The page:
Voluntarily donated, frozen brain samples were obtained from the National Institute of Child Health and Human Development Brain and Tissue Bank for Developmental Disorders at the University of Maryland. Samples from thirty-three decedents were collected between 1995 and 2005 and between 2007 and 2008 from the remaining three decedents. Samples were voluntarily donated by the parents and were identified using a unique numerical identifier, which obscured the identity of the decedent. Identity-obscured autopsy reports were reviewed to confirm that decedents were otherwise healthy and did not suffer from brain abnormalities or other systemic pathologies. A total of seventy-nine samples were obtained from the frontal cortex (FC) (n 28), hippocampus (HPC) (n 25) and visual cortex (VC) (n 26), and it is noteworthy that these regions of the brain are associated with memory (HPC), executive function (FC) and vision (VC). Decedent details are provided in Table 1. Samples were available from all three regions of the brain from fourteen of the thirty-six decedents. Only two regions were analysed for fifteen decedents, and a single region for the remaining seven decedents. Tissues were stored frozen (−70°C) until analysis for α-tocopherol stereoisomers. Term and preterm decedents were combined as values for total α-tocopherol and α-tocopherol stereoisomer profile for the preterm infants fell within the term infant range.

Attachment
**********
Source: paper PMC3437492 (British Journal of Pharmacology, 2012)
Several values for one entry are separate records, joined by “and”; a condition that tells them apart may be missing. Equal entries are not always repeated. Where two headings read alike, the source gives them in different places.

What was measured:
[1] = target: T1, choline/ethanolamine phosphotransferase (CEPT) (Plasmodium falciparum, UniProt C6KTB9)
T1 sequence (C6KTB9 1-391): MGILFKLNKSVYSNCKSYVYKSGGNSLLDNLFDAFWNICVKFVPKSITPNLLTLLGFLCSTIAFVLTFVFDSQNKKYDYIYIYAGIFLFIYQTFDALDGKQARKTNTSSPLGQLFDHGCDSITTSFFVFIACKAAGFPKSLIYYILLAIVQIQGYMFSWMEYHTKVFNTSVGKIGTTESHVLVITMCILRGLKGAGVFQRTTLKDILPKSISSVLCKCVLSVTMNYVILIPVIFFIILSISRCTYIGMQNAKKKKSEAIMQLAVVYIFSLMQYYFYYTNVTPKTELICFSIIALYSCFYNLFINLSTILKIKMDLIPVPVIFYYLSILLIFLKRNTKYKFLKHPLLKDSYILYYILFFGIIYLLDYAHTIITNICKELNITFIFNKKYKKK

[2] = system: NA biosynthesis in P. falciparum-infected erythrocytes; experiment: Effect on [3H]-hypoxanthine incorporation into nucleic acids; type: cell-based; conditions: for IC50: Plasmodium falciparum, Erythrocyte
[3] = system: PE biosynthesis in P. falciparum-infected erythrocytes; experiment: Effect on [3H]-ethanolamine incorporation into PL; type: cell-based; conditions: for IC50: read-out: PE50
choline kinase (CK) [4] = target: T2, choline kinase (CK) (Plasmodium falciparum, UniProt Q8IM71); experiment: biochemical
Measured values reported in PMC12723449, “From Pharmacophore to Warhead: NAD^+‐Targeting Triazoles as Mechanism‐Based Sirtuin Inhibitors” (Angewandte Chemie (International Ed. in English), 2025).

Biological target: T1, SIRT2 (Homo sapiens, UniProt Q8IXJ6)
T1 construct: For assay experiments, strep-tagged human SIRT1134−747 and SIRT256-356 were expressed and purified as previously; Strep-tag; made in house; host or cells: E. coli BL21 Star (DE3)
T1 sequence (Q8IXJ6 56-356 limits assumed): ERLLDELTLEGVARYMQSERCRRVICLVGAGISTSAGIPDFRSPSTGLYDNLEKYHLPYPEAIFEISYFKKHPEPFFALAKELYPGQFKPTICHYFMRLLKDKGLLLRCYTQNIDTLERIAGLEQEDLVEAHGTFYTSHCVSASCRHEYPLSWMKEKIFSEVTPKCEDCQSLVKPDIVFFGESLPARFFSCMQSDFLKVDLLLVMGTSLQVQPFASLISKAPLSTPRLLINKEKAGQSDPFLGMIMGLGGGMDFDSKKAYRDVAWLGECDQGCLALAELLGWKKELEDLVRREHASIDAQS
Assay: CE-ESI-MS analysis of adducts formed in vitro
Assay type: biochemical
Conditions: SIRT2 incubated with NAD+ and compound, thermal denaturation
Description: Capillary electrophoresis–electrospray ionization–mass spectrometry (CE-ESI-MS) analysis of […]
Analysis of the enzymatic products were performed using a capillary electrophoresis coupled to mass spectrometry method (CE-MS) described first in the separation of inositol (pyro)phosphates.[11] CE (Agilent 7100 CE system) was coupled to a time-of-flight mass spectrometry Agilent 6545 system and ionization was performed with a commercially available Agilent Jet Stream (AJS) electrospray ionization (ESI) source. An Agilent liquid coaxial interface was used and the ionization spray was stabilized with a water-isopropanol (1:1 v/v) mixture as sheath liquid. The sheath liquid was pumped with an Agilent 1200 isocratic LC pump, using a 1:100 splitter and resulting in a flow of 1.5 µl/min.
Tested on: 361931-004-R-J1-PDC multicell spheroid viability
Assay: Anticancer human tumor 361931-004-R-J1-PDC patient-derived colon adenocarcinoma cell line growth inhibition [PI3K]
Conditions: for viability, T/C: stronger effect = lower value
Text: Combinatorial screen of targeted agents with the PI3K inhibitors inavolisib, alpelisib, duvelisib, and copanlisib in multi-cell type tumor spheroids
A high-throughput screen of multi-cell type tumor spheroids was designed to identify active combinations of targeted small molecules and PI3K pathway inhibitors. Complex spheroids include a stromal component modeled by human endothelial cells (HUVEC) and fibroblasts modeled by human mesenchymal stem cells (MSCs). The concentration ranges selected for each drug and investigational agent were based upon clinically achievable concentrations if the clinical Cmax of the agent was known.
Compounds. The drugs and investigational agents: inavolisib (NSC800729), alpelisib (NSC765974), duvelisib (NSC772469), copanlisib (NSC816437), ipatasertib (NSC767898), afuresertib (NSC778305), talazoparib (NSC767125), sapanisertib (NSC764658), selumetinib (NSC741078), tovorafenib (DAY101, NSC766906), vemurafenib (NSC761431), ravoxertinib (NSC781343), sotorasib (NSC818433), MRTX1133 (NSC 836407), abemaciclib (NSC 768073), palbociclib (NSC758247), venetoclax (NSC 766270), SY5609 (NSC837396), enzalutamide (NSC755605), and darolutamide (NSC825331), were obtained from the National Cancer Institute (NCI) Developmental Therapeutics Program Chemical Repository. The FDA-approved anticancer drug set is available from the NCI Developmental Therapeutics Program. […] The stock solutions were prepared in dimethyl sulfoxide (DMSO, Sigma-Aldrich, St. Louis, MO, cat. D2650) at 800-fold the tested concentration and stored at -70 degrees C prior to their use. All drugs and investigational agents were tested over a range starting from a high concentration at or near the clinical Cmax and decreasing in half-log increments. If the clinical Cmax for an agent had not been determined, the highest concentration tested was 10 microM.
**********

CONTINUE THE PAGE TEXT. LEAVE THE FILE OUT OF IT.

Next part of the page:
Table 1 Descriptive characteristics of decedents (Numbers and percentages; mean values and standard deviations; thirty-six infants)

FC, frontal cortex; HPC, hippocampus; VC, visual cortex.

* Term, ≥37 weeks of gestation at birth, and preterm, <37 weeks of gestation birth.

α-Tocopherol analyses

The concentrations of tocopherols including γ-tocopherol were determined by HPLC after saponification and extraction into heptane. The stereochemical composition of α-tocopherol was determined after methylation of α-tocopherol stereoisomers into their corresponding methyl ethers and subsequent separation by chiral HPLC( 22 ). This method separates the eight stereoisomers of α-tocopherol into five peaks: peak 1 contains the four 2S stereoisomers (SSS/SSR/SRS/SRR), peak 2 contains RSS-α-tocopherol, peak 3 contains RRS-α-tocopherol, peak 4 contains RRR-α-tocopherol and peak 5 contains RSR-α-tocopherol. Results are reported as the ratio of the observed stereoisomer among five peaks and the concentration determined by calculation of each stereoisomer concentration from total α-tocopherol. Recovery of total α-tocopherol was 96 % with a CV (%) of 2·7, whereas recovery of the individual stereoisomers varied from 95·3 to 100·8 % with CV (%) varying from 1·2 to 7·9. Data were expressed per wet weight of tissue.

Statistical analysis

To detect significant main effects and interactions between main factors, data were analysed with one-way (brain region; stereoisomer) ANOVA using GraphPad Prism version 5.04 for Windows (GraphPad Software, www.graphpad.com). When appropriate, differences between treatment means were evaluated by Tukey’s multiple comparison test in GraphPad Prism. Means that differed significantly following a multiple comparison test were denoted using unique letter subscripts (P<0·05). To determine significant correlations between nutrient concentrations and age or other nutrients, data were analysed using Pearson’s correlation procedures of GraphPad Prism. All data are expressed as treatment means with their standard errors.